One can better understand the negative impact of man on the environment when one travels by vehicle from Goma to Rutshuru. On leaving Goma, a new administrative entity has been constructed: the area of Nyiragongo. Alas, vegetation has disappeared to be replaced by dwellings and fields. Successive wars experienced by the region with the establishment of refugee camps and massive population displacement have left scars on the environment. The demand for energy has grown strongly with the repeated increase of populations arriving in successive waves during each armed conflict. Unfortunately, the energy source which is most accessible to everyone is wood. It’s because of this that in Virunga park clearings are visible in the forest indicating the dark cuts carried out at the hands of man. “In the centre of Rutshuru, the same phenomenon has been observed because all of the wars of North Kivu have damaged this area”, remarks a student from the higher education teaching institute in the city.
According to Théophile Mpabuka, it is necessary to make the population aware of the merits of the protection of nature and the battle against climate change. “Some villages in the territory find themselves today as if in the savannah. Trees have disappeared. The builders of kiln ovens have now resorted to the stumps and roots of trees to burn limestone. We are making people aware of the advantages of reforestation to improve the quality of our lives”, he says. The population ended up supporting the project and mobilised so that it is successful, to such a point that they graciously gave up six hectares of land for the project on which the power station is being constructed. When one knows the bond that ties men to the land here, it was an act of community commitment. At the end of the war (against the ‘negative forces’ of the M23) and following the vulnerability of the population, the managers of the project judged it useful to give the means of subsistence to the population, who in return provide manual labour.
Rotating manual labour and social cohesion
The execution of the project was confided to the Africa Conservation Fund (ACF)-UK and the ICCN which signed a contract with the chiefdom on the use of local manual labour. It’s at this level that the involvement of the population can be seen, insists Théophile Mpabuka. “All of the communities in the chiefdom provide labour in turn. This rotation system promotes social cohesion between the citizens in the chiefdom who work for the common good. In return, manual labour is paid”, an expert in planning explains.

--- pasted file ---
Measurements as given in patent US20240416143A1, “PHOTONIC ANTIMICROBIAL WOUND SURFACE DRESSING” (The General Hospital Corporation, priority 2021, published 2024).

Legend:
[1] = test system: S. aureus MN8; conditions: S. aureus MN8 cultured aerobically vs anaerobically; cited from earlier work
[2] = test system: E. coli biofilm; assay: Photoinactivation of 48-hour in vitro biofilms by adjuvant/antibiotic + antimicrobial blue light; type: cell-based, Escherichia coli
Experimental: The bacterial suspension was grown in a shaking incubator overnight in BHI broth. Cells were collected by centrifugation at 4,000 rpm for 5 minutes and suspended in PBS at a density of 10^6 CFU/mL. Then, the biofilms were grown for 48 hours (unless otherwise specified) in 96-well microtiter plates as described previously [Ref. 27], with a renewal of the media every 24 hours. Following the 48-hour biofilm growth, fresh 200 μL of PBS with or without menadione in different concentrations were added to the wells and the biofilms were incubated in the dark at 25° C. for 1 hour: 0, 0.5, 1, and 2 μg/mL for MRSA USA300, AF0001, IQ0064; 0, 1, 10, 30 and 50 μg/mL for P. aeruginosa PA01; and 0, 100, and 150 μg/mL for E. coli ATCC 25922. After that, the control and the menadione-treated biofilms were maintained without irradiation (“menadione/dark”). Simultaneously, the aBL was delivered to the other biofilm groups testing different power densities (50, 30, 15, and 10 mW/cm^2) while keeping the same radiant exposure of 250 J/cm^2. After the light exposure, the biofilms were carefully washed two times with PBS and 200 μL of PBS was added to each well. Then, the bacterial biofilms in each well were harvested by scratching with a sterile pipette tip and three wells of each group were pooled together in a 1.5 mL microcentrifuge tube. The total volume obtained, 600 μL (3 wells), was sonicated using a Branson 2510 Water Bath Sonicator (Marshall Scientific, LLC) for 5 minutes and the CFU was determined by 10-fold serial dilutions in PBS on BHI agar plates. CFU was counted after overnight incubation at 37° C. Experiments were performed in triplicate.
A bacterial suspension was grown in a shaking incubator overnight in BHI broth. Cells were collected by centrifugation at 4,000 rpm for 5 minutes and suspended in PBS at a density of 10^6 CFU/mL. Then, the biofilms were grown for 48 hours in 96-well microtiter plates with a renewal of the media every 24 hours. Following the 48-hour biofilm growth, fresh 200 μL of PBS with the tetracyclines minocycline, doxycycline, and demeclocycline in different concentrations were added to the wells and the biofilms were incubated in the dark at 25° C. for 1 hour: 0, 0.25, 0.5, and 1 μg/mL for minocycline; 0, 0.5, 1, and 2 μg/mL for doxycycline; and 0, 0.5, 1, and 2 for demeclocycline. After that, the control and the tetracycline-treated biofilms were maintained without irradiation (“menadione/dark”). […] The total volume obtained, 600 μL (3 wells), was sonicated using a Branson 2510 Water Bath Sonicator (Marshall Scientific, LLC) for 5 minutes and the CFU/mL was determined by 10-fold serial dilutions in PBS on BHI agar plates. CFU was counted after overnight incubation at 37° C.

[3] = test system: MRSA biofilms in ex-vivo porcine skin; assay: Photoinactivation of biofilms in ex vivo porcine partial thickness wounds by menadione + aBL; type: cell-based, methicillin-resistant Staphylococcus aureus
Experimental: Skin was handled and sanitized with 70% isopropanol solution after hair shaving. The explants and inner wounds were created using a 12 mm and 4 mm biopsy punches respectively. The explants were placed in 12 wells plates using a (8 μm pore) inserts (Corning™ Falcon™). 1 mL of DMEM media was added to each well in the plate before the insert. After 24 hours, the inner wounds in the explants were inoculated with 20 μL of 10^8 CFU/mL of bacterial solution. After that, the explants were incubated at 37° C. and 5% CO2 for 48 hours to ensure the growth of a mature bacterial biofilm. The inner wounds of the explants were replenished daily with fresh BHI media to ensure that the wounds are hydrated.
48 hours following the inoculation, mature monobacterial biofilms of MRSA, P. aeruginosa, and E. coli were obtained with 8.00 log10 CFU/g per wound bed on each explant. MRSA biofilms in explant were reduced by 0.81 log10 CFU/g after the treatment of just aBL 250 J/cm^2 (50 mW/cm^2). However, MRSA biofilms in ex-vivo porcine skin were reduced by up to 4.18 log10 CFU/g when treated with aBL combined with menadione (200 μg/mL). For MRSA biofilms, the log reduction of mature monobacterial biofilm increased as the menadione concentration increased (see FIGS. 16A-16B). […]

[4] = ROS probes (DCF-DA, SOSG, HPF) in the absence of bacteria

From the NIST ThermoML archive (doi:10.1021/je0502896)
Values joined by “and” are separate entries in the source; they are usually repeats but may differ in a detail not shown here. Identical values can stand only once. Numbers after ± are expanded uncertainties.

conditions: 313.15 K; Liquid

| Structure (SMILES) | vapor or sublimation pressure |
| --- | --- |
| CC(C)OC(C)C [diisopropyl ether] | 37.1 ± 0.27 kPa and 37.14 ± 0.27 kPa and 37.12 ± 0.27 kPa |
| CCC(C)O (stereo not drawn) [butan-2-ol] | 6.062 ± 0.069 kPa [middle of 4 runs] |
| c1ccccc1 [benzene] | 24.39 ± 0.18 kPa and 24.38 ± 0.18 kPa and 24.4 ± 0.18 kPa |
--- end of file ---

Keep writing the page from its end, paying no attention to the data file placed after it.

At the work site, hundreds of workers are at the foot of the construction work. The noise of mechanical engines mixes with the shouts of men and women. In the garage, a woman is working on an excavator. Another, specialised in welding, gives instructions to her team workers. At the point of the capture of the water, another woman runs operations to place blocks of concrete to support the base of the scaffolding. They are part of the spirit which drives the work site. Others are perched on scaffolding for the construction of the walls. The machines of the work site are branded with the logo of the ICCN. Safari Kambale, a civil engineer, runs the work site. This is his second construction after a project in the area of Lubero, in North Kivu. He is often glued to his walkie talkie to give instructions. “We have to meet the deadlines and deliver the project in 2015”, he insists, “on site, the project employs close to 200 people and around 30 permanent qualified agents among whom there are six women. The rest is formed from local labour provided by the chiefdom”.
The experience of the chiefdom in the proposal and implementation of its local development plan draws admiration from other decentralised entities in the province. “We are putting the knowledge learned thanks to the UNDP to the service of other entities who call upon us and we are proud to share it”, affirms Mwami, Dieudonné Ndeze, customary chief and head of the Bwisha community.